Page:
3. Wisdom is earned through living life.The only way truth gets on the page is if there is truth in the consciousness of the person doing the writing.  I decided I would lay myself bare so fearlessly that the reader might come to understand their own predicament through mine.
  4. Every moment in one’s life leads you to who you are today. It’s about learning to have a certain amount of faith, to trust the process, and to trust yourself. It is a story about continually reaching for that essential wholeness-that part that is good, kind, loving, creative, alive, happy, curious, creative and joyful.
  5. The process:  After years of being in writing groups, I went through my pieces and picked out the most remarkable points. We all have sadness and we all have losses. That is where the story lives, but it also takes place during an exciting and wild time, and those times are woven throughout the book, giving it a levity that balances the story. One editor I worked with had me write a list called How Lucky Am I. It allowed me to think differently about the book and about my life. The exercise turned me around to see a different arc.  There was darkness, yet I was so lucky and there were so very many blessings.
  6. On psychedelics: As a family therapist, it felt risky for me to speak out about the value that psychedelics had on my life. I know that many others in a similar position have made the decision to remain silent on the issue, even though they secretly feel that there was something of great and profound value that they received from taking psychedelic drugs at a certain point in their lives. With the encouragement of Michael Pollan’s book How to Change Your Mind, I decided not to be afraid. I put down my best and most honest thinking on the subject.  But I also attempted to responsibly place my judgments in the context of the times.  The sixties and seventies were a very different time and the drugs I refer to were either not yet illegal, or in the case of grass, not yet considered to be a big deal.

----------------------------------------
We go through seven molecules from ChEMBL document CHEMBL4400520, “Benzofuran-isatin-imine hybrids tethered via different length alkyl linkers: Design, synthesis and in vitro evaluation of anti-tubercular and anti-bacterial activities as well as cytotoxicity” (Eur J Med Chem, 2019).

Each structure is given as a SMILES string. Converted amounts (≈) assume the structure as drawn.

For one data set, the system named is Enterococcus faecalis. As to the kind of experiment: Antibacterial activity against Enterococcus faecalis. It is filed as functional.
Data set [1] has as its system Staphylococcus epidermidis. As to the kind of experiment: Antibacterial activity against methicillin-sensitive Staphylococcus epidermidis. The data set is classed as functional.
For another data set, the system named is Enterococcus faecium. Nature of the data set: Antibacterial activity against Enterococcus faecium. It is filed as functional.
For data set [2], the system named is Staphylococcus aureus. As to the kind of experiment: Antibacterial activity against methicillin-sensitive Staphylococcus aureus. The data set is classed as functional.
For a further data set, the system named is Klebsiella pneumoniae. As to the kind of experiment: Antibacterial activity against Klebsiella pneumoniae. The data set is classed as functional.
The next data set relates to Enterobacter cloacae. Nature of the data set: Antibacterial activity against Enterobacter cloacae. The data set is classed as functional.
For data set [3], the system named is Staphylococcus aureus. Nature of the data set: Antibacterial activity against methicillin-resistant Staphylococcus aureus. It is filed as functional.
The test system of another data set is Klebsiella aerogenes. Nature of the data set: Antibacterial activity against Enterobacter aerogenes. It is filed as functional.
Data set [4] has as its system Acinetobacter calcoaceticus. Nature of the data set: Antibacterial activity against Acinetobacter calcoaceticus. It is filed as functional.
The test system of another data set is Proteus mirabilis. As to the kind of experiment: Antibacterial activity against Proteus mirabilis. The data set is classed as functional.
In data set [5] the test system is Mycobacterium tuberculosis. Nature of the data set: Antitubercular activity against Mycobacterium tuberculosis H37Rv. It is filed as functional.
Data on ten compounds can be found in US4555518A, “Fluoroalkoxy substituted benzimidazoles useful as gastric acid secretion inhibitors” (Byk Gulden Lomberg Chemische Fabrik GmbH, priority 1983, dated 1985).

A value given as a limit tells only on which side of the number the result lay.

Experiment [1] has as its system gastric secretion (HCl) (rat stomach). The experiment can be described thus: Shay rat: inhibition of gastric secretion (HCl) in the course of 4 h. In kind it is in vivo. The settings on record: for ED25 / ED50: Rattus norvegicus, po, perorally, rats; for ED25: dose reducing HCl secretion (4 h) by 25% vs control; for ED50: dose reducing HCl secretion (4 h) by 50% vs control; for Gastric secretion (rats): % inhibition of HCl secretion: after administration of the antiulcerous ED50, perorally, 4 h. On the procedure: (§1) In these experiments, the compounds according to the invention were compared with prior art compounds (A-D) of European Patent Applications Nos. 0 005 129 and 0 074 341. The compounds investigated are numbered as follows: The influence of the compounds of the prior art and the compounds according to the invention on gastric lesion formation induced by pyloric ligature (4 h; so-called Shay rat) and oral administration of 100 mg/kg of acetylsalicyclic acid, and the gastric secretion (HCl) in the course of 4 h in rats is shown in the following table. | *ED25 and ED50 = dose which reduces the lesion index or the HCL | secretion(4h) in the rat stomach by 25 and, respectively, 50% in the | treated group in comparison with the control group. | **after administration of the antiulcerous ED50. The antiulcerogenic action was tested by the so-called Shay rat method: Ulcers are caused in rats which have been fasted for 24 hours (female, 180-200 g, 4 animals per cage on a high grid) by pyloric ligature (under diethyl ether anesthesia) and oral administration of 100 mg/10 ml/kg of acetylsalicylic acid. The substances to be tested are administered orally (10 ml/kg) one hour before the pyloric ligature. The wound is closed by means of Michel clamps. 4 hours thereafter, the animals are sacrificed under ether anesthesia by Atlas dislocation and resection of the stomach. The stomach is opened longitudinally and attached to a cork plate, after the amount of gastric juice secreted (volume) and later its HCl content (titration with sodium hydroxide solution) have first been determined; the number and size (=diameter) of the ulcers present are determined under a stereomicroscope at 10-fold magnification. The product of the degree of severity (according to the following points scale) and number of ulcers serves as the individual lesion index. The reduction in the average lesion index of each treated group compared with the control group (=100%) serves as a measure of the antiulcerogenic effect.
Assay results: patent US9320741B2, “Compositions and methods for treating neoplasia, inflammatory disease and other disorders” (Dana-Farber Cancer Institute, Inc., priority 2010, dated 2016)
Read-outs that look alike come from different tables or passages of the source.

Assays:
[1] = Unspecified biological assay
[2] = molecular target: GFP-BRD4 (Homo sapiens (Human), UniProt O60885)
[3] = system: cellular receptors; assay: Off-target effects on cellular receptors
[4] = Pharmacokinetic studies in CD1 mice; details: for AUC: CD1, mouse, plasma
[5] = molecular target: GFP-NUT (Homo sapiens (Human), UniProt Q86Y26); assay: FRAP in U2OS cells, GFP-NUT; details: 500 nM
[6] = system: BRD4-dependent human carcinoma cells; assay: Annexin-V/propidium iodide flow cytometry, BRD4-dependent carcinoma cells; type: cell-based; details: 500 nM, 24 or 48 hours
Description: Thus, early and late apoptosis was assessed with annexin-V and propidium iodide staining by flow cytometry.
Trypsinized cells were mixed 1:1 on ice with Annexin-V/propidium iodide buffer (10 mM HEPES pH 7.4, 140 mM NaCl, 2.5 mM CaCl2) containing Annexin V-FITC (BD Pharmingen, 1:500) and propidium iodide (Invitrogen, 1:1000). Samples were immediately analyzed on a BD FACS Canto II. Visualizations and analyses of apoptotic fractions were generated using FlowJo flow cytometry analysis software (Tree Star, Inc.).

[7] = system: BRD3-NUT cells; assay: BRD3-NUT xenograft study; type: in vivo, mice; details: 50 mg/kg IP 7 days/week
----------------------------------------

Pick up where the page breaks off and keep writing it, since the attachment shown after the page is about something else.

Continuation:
Why I wanted to write Hippie Chick.  When I first began the writing process, my idea was to write a parenting book that revealed my struggles as a single parent. I had recently become licensed as a psychotherapist, and I wanted to use the authority of my license to tell my personal story and share what I’d learned.  So, it was always a memoir, of sorts. But it was you, Linda Joy, who wanted to know why I was so passionate about parenting, and before I knew it, I was writing a much bigger story. At a certain point, that story took on a life of its own, particularly when viewed through the lens of such an historic time period as the ‘60s.